We're in the midst of our 2011 execution reviews with each of our business units. We will share the business plans and targets at our Investor Event on December 9. In the meantime, I want to reemphasize that you should continue to expect DuPont to demonstrate the same focus and concentration on executing our playbook that we've done year-to-date. I want to particularly highlight three important things you can expect us to deliver: first, you should expect us to leverage and build upon our advantages in science and technology. This means introducing new products that raise the bar of performance and are recognized and valued by our customers. Our R&D investments are biased towards the megatrends and you should expect those investments to pay off with above trend-line growth and profitability in these areas.

We also exploit technology in our operations, particularly where we can reduce cost for debottleneck processes to keep up with growing markets. Second, you should expect us to leverage and build upon our global footprint in a way that consistently starts with the customer. We intend to capitalize on our strength in developed markets, where we have a strong and long-term customer partnerships and understand what it takes to win in these markets. We will continue to establish critical partnerships to solve complex problems related to the megatrends, whether it's increasing a farmer's yield or helping an automaker improve the efficiency of a new vehicle.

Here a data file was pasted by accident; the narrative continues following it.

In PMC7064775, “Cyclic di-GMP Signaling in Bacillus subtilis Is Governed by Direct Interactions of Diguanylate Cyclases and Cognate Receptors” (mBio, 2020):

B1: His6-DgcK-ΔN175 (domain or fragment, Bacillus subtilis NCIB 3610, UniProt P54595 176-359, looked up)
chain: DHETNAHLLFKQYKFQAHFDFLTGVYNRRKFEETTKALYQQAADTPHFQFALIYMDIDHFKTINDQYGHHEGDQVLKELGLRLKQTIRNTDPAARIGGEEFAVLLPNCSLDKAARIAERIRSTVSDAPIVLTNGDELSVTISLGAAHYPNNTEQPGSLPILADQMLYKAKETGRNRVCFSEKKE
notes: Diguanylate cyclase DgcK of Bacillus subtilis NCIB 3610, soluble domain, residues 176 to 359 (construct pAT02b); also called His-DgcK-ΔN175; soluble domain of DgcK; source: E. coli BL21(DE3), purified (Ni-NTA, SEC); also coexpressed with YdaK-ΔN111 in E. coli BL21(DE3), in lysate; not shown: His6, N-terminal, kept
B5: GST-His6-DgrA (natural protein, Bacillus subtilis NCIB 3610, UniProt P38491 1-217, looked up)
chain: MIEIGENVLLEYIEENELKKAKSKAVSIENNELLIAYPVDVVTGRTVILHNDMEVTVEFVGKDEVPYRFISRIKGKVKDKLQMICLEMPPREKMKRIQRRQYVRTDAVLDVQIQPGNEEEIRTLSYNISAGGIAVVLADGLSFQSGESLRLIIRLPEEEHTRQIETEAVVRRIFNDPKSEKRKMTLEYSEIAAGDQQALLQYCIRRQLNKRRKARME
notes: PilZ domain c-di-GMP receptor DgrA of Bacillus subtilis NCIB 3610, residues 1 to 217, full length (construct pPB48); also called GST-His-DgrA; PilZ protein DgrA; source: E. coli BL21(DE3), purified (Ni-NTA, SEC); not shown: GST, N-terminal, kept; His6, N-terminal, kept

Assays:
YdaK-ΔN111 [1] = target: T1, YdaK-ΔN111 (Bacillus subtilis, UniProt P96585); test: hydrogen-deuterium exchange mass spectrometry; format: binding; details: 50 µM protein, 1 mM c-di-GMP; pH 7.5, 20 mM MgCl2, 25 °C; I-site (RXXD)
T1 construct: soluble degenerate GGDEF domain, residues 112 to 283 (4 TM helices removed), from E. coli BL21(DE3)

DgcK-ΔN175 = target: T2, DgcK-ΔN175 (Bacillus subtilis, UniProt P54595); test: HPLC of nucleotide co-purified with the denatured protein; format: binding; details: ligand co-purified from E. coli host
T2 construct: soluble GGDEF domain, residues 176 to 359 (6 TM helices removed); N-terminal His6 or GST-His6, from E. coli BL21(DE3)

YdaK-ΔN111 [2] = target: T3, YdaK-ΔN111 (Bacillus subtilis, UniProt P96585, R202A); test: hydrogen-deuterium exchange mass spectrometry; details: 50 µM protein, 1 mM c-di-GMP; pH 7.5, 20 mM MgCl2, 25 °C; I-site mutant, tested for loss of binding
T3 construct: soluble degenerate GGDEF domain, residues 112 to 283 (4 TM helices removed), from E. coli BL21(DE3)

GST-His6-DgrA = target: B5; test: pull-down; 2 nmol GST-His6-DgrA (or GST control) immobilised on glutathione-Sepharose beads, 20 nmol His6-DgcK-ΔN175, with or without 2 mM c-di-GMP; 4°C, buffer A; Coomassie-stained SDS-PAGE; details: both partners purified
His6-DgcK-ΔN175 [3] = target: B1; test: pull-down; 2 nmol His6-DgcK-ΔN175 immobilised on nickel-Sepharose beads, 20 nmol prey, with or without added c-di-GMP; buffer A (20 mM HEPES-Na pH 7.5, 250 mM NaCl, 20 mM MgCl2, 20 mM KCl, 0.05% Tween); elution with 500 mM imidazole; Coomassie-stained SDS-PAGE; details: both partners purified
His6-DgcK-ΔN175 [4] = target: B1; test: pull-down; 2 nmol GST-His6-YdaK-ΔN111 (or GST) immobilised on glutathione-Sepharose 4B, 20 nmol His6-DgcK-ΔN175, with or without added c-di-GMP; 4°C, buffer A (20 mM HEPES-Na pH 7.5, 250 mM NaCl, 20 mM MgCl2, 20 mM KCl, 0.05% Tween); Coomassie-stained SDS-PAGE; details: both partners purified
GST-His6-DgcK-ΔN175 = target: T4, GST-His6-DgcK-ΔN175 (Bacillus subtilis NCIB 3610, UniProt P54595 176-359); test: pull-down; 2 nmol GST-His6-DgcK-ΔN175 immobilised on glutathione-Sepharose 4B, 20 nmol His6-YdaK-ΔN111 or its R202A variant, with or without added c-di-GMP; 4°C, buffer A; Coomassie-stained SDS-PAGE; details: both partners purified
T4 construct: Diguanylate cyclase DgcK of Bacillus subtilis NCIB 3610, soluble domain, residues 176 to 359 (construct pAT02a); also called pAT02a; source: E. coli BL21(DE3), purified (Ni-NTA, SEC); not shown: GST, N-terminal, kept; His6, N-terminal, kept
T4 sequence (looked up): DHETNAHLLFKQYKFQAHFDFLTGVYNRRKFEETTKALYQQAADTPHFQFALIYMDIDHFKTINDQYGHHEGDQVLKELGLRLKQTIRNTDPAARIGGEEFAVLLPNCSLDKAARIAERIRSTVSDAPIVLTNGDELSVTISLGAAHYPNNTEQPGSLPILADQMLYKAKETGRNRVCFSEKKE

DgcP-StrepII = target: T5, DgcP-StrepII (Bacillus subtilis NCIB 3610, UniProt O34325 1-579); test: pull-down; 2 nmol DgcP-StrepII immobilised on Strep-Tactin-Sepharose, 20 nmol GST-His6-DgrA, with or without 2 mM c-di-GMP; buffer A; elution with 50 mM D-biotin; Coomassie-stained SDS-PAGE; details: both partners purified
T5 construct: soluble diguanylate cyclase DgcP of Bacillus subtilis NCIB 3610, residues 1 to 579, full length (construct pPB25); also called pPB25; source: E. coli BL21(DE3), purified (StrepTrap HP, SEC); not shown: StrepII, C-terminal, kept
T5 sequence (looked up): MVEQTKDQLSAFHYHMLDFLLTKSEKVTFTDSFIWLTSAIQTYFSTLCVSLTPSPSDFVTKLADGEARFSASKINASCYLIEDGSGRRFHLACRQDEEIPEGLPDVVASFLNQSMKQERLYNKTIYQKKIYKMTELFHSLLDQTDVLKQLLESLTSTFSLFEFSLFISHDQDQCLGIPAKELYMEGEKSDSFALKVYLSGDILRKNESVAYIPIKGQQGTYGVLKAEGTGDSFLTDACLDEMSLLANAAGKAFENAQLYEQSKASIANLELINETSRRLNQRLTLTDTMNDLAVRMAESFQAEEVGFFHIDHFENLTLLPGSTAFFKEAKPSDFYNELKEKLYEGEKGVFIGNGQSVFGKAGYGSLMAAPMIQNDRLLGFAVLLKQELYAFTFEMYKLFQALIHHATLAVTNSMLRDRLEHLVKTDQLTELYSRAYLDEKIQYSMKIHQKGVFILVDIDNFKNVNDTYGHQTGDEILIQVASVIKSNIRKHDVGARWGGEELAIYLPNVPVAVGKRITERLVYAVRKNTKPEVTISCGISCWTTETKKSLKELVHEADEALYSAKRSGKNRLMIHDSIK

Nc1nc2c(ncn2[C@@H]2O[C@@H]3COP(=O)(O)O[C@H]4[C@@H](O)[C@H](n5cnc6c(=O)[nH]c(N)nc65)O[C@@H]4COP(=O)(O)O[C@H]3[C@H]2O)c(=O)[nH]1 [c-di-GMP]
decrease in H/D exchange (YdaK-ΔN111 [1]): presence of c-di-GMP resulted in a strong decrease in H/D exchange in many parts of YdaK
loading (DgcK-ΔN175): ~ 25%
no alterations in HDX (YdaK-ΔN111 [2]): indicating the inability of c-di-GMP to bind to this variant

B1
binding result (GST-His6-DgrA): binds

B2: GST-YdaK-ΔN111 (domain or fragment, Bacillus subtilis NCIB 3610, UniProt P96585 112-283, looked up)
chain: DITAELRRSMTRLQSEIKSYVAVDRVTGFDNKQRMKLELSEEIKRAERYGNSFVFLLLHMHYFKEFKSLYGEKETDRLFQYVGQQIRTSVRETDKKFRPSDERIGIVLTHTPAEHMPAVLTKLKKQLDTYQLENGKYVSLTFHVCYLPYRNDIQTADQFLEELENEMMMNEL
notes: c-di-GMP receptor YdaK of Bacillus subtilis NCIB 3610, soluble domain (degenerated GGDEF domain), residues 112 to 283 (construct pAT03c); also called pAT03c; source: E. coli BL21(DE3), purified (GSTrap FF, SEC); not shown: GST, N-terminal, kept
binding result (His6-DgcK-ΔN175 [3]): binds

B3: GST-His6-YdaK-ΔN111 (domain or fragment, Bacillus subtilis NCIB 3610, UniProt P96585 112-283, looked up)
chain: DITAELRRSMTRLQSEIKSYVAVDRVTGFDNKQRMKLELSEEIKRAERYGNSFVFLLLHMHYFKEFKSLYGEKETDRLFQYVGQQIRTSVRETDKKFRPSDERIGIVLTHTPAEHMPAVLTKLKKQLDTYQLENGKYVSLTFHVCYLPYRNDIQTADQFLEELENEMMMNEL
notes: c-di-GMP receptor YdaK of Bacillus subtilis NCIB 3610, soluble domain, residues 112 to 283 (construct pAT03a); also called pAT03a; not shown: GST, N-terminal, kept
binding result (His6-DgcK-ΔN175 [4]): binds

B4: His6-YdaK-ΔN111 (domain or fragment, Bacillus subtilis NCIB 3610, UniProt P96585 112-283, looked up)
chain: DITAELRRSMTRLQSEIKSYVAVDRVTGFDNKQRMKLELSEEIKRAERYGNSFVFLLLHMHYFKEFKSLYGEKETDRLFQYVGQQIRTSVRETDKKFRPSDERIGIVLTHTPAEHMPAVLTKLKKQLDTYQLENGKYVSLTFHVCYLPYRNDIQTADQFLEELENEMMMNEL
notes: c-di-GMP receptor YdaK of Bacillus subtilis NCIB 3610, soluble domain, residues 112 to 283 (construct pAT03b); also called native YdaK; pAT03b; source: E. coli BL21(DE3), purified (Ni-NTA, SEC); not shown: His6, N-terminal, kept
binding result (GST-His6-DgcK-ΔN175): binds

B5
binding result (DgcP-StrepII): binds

In addition, on constantly challenging our teams to be more responsive to local markets, particularly in the developing world. We continue to invest in our sales force, R&D centers and application laboratories in critical growth markets around the world. And finally, you should expect us to anticipate changes in our markets and competitive situations and respond by adjusting the levers we can control. We demonstrated that over the past couple of years in recessionary, recovery and high-growth environment.

For example, we accelerated productivity programs and were more judicious with CapEx spend as markets turned down. On the other hand, we've added incremental capacity in invested resources to support growing markets. We will continue to stay close to customers and respond to changing needs in an agile and innovative manner.

And finally, my personal commitment to you is that we will provide updates and prove points along the way, so you can measure progress towards our stated business and financial targets. Karen, back to you.

Karen Fletcher